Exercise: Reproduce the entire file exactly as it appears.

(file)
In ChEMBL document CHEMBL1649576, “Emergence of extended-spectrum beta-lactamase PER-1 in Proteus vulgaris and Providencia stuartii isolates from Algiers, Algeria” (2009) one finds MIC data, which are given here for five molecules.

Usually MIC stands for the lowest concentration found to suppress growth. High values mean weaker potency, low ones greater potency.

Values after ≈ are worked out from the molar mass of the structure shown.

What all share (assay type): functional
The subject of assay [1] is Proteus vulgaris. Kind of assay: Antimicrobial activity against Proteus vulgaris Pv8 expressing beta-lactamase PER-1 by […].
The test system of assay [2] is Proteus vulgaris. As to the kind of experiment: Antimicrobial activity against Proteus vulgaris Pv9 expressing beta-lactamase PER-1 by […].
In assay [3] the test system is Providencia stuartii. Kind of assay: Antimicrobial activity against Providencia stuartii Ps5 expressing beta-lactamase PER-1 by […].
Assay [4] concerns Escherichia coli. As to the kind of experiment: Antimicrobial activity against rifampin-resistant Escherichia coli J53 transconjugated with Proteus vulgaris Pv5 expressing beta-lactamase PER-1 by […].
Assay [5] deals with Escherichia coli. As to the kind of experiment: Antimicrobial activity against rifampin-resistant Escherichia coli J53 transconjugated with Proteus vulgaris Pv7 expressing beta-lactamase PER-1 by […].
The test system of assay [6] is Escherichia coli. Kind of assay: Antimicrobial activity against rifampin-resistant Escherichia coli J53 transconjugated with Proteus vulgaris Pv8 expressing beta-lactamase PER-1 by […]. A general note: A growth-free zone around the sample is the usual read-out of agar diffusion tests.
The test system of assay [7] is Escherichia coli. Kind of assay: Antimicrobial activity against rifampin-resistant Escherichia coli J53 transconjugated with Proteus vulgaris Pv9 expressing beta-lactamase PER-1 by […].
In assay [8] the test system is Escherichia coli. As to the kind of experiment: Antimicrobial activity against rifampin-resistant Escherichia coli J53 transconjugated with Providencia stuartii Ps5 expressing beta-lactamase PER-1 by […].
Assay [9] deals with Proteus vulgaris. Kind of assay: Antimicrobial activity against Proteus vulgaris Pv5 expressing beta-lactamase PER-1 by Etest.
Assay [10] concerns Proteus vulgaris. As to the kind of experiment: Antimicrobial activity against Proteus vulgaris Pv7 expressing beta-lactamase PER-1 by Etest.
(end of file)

In ChEMBL document CHEMBL1649576, “Emergence of extended-spectrum beta-lactamase PER-1 in Proteus vulgaris and Providencia stuartii isolates from Algiers, Algeria” (2009) one finds MIC data, which are given here for five molecules.

Usually MIC stands for the lowest concentration found to suppress growth. High values mean weaker potency, low ones greater potency.

Values after ≈ are worked out from the molar mass of the structure shown.

What all share (assay type): functional
The subject of assay [1] is Proteus vulgaris. Kind of assay: Antimicrobial activity against Proteus vulgaris Pv8 expressing beta-lactamase PER-1 by […].
The test system of assay [2] is Proteus vulgaris. As to the kind of experiment: Antimicrobial activity against Proteus vulgaris Pv9 expressing beta-lactamase PER-1 by […].
In assay [3] the test system is Providencia stuartii. Kind of assay: Antimicrobial activity against Providencia stuartii Ps5 expressing beta-lactamase PER-1 by […].
Assay [4] concerns Escherichia coli. As to the kind of experiment: Antimicrobial activity against rifampin-resistant Escherichia coli J53 transconjugated with Proteus vulgaris Pv5 expressing beta-lactamase PER-1 by […].
Assay [5] deals with Escherichia coli. As to the kind of experiment: Antimicrobial activity against rifampin-resistant Escherichia coli J53 transconjugated with Proteus vulgaris Pv7 expressing beta-lactamase PER-1 by […].
The test system of assay [6] is Escherichia coli. Kind of assay: Antimicrobial activity against rifampin-resistant Escherichia coli J53 transconjugated with Proteus vulgaris Pv8 expressing beta-lactamase PER-1 by […]. A general note: A growth-free zone around the sample is the usual read-out of agar diffusion tests.
The test system of assay [7] is Escherichia coli. Kind of assay: Antimicrobial activity against rifampin-resistant Escherichia coli J53 transconjugated with Proteus vulgaris Pv9 expressing beta-lactamase PER-1 by […].
In assay [8] the test system is Escherichia coli. As to the kind of experiment: Antimicrobial activity against rifampin-resistant Escherichia coli J53 transconjugated with Providencia stuartii Ps5 expressing beta-lactamase PER-1 by […].
Assay [9] deals with Proteus vulgaris. Kind of assay: Antimicrobial activity against Proteus vulgaris Pv5 expressing beta-lactamase PER-1 by Etest.
Assay [10] concerns Proteus vulgaris. As to the kind of experiment: Antimicrobial activity against Proteus vulgaris Pv7 expressing beta-lactamase PER-1 by Etest.